The line between valid and invalid prenuptial agreements

| Sep 19, 2019 | Divorce |

A prenuptial agreement in New Jersey provides couples with a way to separate marital property upon divorce. As known as premarital agreements, these are legally binding agreements. In order to ensure that they are valid and legally binding, however, there are rules that couples need to follow. The guidelines ensure that a person has a valid prenuptial agreement.

FindLaw suggests that verbal prenups are not valid. While it is important to have a conversation about what could happen if the marriage dissolves, couples cannot use that conversation as the agreement. If a couple agrees on something before the wedding, they need to put it in writing. They have to write out a prenup agreement and both spouses must sign it. If written correctly, then it goes into effect as soon after the wedding.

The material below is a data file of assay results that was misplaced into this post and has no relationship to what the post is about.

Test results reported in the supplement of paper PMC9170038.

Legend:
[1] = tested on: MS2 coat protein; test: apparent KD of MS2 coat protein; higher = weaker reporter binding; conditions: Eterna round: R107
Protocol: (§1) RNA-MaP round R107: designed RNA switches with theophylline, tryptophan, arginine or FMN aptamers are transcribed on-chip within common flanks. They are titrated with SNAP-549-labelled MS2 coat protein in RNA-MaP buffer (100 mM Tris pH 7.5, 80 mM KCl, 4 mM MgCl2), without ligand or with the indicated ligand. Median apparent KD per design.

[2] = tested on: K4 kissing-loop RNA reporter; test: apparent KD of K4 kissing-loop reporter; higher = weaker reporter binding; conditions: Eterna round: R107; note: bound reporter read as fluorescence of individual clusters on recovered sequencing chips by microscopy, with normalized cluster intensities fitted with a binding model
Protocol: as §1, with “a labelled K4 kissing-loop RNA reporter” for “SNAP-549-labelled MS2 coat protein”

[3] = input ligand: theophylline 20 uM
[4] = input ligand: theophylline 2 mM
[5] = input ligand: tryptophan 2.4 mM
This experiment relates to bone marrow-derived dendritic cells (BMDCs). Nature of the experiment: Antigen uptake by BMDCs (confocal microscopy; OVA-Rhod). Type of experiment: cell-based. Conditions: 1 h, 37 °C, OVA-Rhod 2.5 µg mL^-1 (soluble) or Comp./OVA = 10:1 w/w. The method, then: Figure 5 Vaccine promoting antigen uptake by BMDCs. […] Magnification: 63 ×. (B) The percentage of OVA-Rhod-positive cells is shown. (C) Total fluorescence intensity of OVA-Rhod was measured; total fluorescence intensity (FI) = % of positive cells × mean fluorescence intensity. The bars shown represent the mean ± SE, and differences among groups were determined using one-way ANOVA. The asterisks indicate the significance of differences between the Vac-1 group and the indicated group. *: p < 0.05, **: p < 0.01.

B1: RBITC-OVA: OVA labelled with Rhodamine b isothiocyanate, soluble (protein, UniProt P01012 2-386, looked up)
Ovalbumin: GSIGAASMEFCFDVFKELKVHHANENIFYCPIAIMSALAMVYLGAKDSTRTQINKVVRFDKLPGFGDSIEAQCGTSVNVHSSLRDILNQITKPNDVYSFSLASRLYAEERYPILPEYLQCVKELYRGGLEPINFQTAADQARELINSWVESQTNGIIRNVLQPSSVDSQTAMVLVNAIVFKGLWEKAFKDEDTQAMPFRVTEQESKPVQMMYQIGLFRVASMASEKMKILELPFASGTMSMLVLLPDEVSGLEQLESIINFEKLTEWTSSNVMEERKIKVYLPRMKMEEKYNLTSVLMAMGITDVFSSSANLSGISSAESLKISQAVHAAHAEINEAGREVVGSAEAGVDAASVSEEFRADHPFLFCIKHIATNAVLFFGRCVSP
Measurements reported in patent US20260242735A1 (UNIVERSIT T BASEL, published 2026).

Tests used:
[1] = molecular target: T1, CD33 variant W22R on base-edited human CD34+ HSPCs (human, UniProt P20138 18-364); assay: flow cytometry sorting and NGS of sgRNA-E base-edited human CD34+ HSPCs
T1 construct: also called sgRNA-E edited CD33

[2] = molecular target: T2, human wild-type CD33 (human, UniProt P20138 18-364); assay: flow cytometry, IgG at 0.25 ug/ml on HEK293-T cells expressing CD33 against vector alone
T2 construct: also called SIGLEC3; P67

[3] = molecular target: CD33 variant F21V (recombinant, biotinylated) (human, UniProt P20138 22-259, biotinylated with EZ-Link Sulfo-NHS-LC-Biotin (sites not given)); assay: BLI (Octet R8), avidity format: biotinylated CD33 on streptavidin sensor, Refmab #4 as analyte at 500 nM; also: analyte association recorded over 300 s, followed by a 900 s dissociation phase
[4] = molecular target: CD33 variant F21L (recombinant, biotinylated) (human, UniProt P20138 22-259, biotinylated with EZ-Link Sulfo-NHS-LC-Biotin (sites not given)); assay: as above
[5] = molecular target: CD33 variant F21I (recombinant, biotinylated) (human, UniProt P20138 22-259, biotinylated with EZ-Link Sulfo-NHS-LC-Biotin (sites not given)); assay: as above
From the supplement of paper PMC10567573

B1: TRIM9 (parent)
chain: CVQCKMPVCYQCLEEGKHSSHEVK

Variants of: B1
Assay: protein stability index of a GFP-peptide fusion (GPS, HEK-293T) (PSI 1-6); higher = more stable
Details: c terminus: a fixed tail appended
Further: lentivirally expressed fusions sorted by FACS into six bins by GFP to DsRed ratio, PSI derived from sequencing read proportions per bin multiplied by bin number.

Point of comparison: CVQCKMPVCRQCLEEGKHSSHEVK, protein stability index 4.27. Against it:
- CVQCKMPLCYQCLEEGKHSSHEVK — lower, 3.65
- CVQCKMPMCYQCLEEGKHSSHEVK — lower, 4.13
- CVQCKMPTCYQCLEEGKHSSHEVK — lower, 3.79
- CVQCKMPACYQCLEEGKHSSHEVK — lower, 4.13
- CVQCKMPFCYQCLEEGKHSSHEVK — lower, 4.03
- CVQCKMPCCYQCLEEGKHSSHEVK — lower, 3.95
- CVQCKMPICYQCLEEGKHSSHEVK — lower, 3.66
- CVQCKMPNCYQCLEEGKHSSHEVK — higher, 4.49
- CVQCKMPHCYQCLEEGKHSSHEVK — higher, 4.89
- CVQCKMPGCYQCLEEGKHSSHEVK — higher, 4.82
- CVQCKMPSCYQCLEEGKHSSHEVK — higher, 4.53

Some couples choose to add child support into the agreement. In most cases, couples cannot do this. If the prenuptial agreement strips a child of his or her right to child support, it is invalid. In addition, there may be adjustments after a length of time. According to Forbes, the circumstance can lend to fairness. For instance, if a person remains married for decades, the amount of alimony they may deserve can change if he or she adjusts to a particular lifestyle.

To keep a prenuptial agreement valid, both parties need to disclose everything. They cannot hide assets. If one party believes that they may come into money in the future, they need to disclose that in the prenup. Inheritances that may arrive after the marriage are important to disclose in the agreement.



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